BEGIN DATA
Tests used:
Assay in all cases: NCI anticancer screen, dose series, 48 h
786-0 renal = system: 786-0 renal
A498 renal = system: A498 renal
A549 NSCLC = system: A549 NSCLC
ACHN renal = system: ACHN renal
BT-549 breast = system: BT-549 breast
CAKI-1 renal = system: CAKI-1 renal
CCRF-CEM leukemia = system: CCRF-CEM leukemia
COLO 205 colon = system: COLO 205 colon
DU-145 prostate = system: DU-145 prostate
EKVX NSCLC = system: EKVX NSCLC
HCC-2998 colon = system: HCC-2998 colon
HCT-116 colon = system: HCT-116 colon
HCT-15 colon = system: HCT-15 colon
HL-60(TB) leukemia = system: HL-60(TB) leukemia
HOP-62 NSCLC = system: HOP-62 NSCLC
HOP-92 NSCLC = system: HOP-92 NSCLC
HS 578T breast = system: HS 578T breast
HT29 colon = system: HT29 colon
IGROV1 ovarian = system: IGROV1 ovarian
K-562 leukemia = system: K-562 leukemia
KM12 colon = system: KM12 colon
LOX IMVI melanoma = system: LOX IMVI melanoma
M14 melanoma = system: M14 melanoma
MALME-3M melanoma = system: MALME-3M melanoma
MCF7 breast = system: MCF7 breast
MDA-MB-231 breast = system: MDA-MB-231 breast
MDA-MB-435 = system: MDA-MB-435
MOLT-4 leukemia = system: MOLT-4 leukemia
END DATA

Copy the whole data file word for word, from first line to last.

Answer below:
Tests used:
Assay in all cases: NCI anticancer screen, dose series, 48 h
786-0 renal = system: 786-0 renal
A498 renal = system: A498 renal
A549 NSCLC = system: A549 NSCLC
ACHN renal = system: ACHN renal
BT-549 breast = system: BT-549 breast
CAKI-1 renal = system: CAKI-1 renal
CCRF-CEM leukemia = system: CCRF-CEM leukemia
COLO 205 colon = system: COLO 205 colon
DU-145 prostate = system: DU-145 prostate
EKVX NSCLC = system: EKVX NSCLC
HCC-2998 colon = system: HCC-2998 colon
HCT-116 colon = system: HCT-116 colon
HCT-15 colon = system: HCT-15 colon
HL-60(TB) leukemia = system: HL-60(TB) leukemia
HOP-62 NSCLC = system: HOP-62 NSCLC
HOP-92 NSCLC = system: HOP-92 NSCLC
HS 578T breast = system: HS 578T breast
HT29 colon = system: HT29 colon
IGROV1 ovarian = system: IGROV1 ovarian
K-562 leukemia = system: K-562 leukemia
KM12 colon = system: KM12 colon
LOX IMVI melanoma = system: LOX IMVI melanoma
M14 melanoma = system: M14 melanoma
MALME-3M melanoma = system: MALME-3M melanoma
MCF7 breast = system: MCF7 breast
MDA-MB-231 breast = system: MDA-MB-231 breast
MDA-MB-435 = system: MDA-MB-435
MOLT-4 leukemia = system: MOLT-4 leukemia